Research Papers

Tooth Surface Error Correction for Face-Hobbed Hypoid Gears

[+] Author and Article Information
Qi Fan

F Gleason Works, 1000 University Avenue, Rochester, NY 14692qfan@gleason.com

J. Mech. Des 132(1), 011004 (Dec 17, 2009) (8 pages) doi:10.1115/1.4000646 History: Received June 24, 2009; Revised November 04, 2009; Published December 17, 2009; Online December 17, 2009

Face-hobbing is a continuous generating process employed in manufacturing spiral bevel and hypoid gears. Due to machining dynamics and tolerances of machine tools, the exact tooth surface geometry may not be obtained from the machining process using theoretical machine tool settings. Repeatable tooth surface geometric errors may be observed. The tooth surface errors will cause unfavorable displacement of tooth contact and increased transmission errors, resulting in noisy operation and premature failure due to edge contact and highly concentrated stresses. In order to eliminate the tooth surface errors and ensure precision products, a corrective machine setting technique is employed to modify the theoretical machine tool settings, compensating for the surface errors. This paper describes a method of correcting tooth surface errors for spiral bevel and hypoid gears generated by the face-hobbing process using computer numerically controlled hypoid gear generators. Polynomial representation of the universal motions of machine tool settings is considered. The corrective universal motion coefficients are determined through an optimization process with the target of minimization of the tooth surface errors. The sensitivity of the changes of the tooth surface geometry to the changes of universal motion coefficients is investigated. A numerical example of a face-hobbed hypoid pinion is presented.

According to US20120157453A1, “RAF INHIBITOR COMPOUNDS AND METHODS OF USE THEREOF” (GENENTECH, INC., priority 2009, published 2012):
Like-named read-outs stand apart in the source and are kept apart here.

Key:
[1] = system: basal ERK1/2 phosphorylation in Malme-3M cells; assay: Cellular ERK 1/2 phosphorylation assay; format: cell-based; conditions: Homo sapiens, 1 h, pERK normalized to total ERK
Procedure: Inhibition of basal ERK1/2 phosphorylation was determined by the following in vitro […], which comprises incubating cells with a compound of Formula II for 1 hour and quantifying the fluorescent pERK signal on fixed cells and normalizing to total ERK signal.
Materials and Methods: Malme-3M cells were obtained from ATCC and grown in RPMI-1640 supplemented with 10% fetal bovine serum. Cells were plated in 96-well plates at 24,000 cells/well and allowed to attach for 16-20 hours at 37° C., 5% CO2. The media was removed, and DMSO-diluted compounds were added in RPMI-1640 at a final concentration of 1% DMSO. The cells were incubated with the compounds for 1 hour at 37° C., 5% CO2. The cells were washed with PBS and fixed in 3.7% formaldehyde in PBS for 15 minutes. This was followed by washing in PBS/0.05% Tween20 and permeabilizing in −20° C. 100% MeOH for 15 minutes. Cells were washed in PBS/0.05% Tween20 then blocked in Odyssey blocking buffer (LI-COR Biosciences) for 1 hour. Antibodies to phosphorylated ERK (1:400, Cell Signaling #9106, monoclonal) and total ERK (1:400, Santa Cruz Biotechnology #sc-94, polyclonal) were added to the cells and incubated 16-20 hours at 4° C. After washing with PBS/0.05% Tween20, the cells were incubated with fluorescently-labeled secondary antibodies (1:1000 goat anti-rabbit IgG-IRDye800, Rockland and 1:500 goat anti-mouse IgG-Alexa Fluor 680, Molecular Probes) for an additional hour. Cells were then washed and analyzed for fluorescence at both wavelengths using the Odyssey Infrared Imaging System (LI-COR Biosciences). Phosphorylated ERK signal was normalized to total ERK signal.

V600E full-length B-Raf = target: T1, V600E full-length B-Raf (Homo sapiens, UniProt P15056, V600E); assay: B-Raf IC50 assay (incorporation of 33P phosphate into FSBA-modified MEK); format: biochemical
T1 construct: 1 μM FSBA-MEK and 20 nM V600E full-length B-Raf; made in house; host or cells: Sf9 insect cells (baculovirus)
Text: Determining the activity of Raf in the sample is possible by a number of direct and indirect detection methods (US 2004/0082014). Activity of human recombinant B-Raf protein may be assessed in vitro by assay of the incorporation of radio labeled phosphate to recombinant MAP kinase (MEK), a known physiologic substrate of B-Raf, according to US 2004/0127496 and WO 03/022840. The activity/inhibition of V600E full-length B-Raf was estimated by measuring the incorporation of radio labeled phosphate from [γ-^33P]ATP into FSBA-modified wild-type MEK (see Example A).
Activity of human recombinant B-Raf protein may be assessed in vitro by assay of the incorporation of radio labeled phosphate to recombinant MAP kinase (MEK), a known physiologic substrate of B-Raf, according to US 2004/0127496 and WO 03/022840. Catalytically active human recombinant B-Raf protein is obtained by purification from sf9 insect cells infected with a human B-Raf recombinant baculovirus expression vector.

Copyright © 2010 by American Society of Mechanical Engineers
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Figure 1

Indexing motion of face-hobbing

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Figure 2

Concave and convex tooth surfaces

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Figure 3

Four sections of blades

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Figure 4

Lines of generating roll

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Figure 5

Definition of tooth flank grid

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Figure 6

Coordinate system S(X,Y,δ)

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Figure 7

Original error surfaces before correction

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Figure 8

Error surfaces after first order correction

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Figure 9

Error surfaces after higher order correction




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